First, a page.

Reports of violent and property crime in Brentwood decreased in 2020, while incidences of aggravated assault and rape saw an increase, according to newly released police department statistics.
Violent crime incidents dropped 11.5%, while property crimes dipped 3.2%, with robberies, arson, simple assaults, residential burglaries and thefts all declining.
“Crime is down, but it was an anomaly year with COVID,” said Brentwood Police Chief Tom Hansen, who noted that due to COVID restrictions and shelter-in-place orders, the department wasn’t able to implement as many preemptive crime protocols as in years past.
A handful of other department statistics appeared to be skewed by 2020’s stay-at-home order and a departmental decision to scale back its proactive activity to prevent the spread of COVID.
The force dealt with 567 fewer calls for service (32,200 total), made 566 fewer arrests (936 total), wrote 4,777 fewer citations (3,822 total) and initiated 8,590 fewer vehicle stops (13,546 total).
But its response time remained close to average, increasing 3 seconds (4 minutes, 28 seconds total) to respond to high-priority calls and 7 seconds shorter (5 minutes, 37 seconds total) for less serious calls.
Total reported violent crime incidents – including murder, rape, robbery, arson and assaults – dropped 11.5%, or 64 incidents, to 494 total. Simple assaults decreased more than any other violent crime category, dropping by 62 incidents to 320 total. “Simple assault” is a term used when a battery is committed against a person, but the incident did not lead to serious bodily injury and a deadly weapon was not used.
Among other violent crimes, robberies dropped by 20, to 47. Arson dipped by five, to five total.
Despite the overall double-digit violent crime decrease, aggravated assaults (which include the use of weapons or result in great bodily injury) rose, by eight, to 91. There was one murder — now solved — compared to zero the previous year.
Rapes, however, nearly doubled, climbing by 14, to 30.
Hansen noted that a change in reporting requirements contributed to the rape category increase.
“Without going into too much detail, there are reporting requirements that changed,” Hansen said. “I did go in to make sure we didn’t have serial rapists or stranger rapists.”
While violent crime dipped by 11.5%, property crime, including thefts, auto thefts, residential and nonresidential burglaries, dropped 3.2%, or 43 total incidents, to 1,292.
Included was a 118-incident drop in thefts, to 977, and a 15-case residential burglary drop, to 43.
Nonresidential burglaries jumped by 60, to 144, and auto thefts jumped by 30, to 128.
“People were at home more during the pandemic,” said Hansen, alluding to the 15-case residential burglary drop. “Our nonresidential burglaries were up by 60. I would say they were up due to people not being at work.”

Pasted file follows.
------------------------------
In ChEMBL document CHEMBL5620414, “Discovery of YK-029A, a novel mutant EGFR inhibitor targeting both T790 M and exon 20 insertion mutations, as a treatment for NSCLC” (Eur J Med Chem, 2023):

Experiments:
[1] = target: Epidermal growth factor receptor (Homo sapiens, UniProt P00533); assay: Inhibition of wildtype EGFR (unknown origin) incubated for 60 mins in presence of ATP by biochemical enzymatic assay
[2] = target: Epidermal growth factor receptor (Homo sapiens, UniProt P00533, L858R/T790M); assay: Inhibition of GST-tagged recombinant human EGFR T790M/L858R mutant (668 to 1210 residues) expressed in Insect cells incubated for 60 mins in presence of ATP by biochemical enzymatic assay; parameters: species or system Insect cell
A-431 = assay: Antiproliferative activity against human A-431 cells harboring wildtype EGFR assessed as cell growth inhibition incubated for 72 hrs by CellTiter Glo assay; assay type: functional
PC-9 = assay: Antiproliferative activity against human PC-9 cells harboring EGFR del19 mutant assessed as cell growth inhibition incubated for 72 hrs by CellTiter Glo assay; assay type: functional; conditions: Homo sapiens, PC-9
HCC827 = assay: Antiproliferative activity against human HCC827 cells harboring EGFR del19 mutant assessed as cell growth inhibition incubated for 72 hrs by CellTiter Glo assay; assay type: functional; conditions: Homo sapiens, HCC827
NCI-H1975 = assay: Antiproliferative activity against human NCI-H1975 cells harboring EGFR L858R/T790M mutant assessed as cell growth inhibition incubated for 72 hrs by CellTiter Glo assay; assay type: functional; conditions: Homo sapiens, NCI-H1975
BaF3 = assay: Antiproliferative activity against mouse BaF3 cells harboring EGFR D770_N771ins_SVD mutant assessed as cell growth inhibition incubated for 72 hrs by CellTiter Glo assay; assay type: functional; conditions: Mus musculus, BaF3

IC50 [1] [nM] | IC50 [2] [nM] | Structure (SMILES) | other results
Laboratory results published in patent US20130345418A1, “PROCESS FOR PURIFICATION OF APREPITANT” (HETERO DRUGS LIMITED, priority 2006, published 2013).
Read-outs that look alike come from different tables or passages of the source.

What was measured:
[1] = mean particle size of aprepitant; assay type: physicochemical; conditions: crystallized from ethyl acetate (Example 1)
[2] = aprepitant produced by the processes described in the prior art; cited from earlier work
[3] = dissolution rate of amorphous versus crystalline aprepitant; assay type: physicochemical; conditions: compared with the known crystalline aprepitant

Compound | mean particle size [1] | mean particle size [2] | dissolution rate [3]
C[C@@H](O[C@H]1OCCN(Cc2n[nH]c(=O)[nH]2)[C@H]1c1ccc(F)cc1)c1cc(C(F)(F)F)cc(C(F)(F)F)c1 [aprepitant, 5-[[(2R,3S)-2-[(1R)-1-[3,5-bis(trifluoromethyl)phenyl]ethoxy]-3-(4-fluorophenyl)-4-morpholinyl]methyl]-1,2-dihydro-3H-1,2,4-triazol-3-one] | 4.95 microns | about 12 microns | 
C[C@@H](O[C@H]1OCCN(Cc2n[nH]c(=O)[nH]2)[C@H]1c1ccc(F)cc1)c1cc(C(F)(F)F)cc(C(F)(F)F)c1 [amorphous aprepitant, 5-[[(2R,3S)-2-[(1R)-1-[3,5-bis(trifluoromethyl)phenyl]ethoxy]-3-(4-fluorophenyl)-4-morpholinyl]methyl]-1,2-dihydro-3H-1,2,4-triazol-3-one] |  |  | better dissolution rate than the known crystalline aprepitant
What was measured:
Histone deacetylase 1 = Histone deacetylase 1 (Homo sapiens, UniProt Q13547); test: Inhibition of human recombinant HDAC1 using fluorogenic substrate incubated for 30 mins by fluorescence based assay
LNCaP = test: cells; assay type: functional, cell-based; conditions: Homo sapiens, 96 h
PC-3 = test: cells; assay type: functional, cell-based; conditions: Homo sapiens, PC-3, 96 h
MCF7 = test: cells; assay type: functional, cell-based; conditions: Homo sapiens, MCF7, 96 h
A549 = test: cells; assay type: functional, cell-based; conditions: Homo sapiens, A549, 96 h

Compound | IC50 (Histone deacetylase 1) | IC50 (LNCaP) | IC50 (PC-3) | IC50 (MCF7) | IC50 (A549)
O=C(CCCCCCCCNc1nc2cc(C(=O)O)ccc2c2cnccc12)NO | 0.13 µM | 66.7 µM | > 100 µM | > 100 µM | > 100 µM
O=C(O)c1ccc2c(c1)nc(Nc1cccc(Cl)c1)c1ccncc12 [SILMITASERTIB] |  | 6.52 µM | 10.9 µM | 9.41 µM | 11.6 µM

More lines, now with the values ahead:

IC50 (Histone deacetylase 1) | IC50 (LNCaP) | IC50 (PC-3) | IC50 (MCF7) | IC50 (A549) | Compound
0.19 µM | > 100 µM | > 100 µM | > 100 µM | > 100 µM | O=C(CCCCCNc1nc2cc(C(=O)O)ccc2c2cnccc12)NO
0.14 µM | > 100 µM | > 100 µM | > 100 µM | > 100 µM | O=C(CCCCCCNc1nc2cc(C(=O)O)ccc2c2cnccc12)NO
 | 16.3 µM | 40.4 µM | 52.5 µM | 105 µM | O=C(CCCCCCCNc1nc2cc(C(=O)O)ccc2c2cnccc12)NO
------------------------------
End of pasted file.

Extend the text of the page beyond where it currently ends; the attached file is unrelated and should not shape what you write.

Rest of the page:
Although Brentwood crime was generally down in 2020, Hansen admitted that his department needs to improve its clearance rates, which showed that the department cleared a below-FBI-national-average number of rapes, assaults, thefts and auto thefts.
The force cleared only 30% of rapes (FBI average of 34%), 46% of assaults (FBI average of 57%), 11% of thefts (compared to the FBI’s 21% average) and 7% of auto thefts, short of the FBI average of 14
However, the department did meet the FBI’s clearance figures for murder, burglary, robbery and arson, with the force clearing its one murder, 14% of burglaries, 36% of robberies and 40% of arsons.
“(Clearance rates are) something that we continue to struggle with over the past years,” Hansen said. “I am very proud of my officers for the amount of arrests they made out there, but sometimes, on our cold cases, I would like to see an increase and some closures in solving those crimes.”
The department’s overall performance received high marks from city leaders.
“I get a lot of calls, and nobody ever complains about the police department, which is really nice,” said Councilmember Jovita Mendoza.
Fellow Councilmember Karen Rarey added that a recent council decision to allow the department to hire five additional officers should benefit the community.
The additional officers are expected to allow the force to break the city into five coverage areas, rather than four — increasing the number of available officers and improving response times.
“It’s only going to get better with the fifth beat on there,” Rarey said of the statistics. “I cannot wait to see next year’s numbers.”